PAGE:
retrieve	a table	according to its content, through
       "get_table_by_content"; this method returns the first table (in the
       order of	the document) whose text content matches the given argument,
       which is	regarded as a regular expression.

       In addition, an application can get all the tables of a given context
       using the "get_tables()"	method,	without	argument.

       An application may retrieve a table from	any element that belongs to
       it, thanks to the "get_parent_table()" method. This method returns
       "undef" if the calling element is not in	a table. Knowing that a
       paragraph may be	included in a table cell and that a table cell
       indirectly belongs to a table, the following sequence selects a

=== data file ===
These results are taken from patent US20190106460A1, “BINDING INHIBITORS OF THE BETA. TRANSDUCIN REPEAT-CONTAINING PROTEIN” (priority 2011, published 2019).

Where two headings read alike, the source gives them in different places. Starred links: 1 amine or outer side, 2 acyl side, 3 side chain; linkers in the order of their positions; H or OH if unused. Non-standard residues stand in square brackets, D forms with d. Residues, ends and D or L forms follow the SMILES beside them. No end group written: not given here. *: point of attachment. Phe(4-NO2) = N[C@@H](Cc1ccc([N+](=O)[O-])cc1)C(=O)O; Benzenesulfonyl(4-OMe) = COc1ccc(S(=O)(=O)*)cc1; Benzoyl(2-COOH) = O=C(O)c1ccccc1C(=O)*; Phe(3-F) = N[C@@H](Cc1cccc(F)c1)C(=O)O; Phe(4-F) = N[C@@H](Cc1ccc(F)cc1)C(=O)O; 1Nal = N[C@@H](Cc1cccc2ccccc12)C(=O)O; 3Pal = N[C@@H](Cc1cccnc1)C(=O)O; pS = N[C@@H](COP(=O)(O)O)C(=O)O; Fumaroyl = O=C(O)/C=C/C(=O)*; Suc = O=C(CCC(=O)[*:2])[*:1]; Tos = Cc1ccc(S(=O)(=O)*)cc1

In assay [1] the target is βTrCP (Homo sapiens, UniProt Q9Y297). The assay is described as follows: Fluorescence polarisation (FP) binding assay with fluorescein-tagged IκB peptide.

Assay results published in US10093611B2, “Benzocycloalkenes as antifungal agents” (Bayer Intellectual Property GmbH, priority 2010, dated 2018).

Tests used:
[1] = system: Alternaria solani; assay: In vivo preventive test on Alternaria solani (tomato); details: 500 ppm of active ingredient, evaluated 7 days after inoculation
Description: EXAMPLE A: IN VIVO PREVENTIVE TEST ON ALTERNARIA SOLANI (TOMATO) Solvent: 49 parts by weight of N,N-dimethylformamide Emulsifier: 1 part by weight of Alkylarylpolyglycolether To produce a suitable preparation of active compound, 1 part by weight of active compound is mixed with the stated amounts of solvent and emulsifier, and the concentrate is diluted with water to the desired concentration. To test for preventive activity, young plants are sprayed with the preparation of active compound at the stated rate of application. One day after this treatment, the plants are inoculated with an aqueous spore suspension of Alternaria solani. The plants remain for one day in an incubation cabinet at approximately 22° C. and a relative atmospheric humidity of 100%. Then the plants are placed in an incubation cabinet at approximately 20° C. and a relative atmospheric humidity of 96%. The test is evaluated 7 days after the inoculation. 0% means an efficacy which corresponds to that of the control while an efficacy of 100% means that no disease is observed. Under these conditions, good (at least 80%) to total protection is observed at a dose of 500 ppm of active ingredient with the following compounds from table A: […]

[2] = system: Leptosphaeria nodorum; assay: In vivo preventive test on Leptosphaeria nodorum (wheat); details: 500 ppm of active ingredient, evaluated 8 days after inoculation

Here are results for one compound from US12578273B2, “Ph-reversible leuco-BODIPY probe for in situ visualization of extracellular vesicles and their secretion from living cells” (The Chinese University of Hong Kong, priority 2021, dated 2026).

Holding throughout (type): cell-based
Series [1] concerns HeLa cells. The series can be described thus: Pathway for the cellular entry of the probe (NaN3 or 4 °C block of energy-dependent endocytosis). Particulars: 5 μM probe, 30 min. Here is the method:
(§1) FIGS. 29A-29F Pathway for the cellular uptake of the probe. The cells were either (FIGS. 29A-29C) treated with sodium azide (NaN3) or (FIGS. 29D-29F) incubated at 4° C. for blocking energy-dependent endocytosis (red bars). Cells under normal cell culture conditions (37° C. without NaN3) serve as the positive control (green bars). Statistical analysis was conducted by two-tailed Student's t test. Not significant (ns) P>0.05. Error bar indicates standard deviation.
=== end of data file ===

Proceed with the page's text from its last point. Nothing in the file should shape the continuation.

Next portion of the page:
paragraph matching a given expression and, if the paragraph belongs to
       a table,	displays the table name:

	   $p =	$context->get_paragraph(content	=> "xyz");
	   die "Content	not found\n" unless $p;
	   $t =	$p->get_parent_table;
	   say $t ? $t->get_name : "Not	in a table";

Table content retrieval
       A table object provides methods that allow to retrieve any column, row
       or cell using its logical position. A position may be expressed using
       either zero-based numeric coordinates, or alphanumeric, spreadsheet-
       like coordinates. For example the top left cell should be addressed
       either by "(0,0)" or by "A1". On	the other hand,	numeric	coordinates
       only allow the user to address an object	relatively to the end of the
       table. To do so,	coordinates are	provided as negative values. For
       example,	"(-1,-1)" designates the last cell of the last row whatever
       the table size.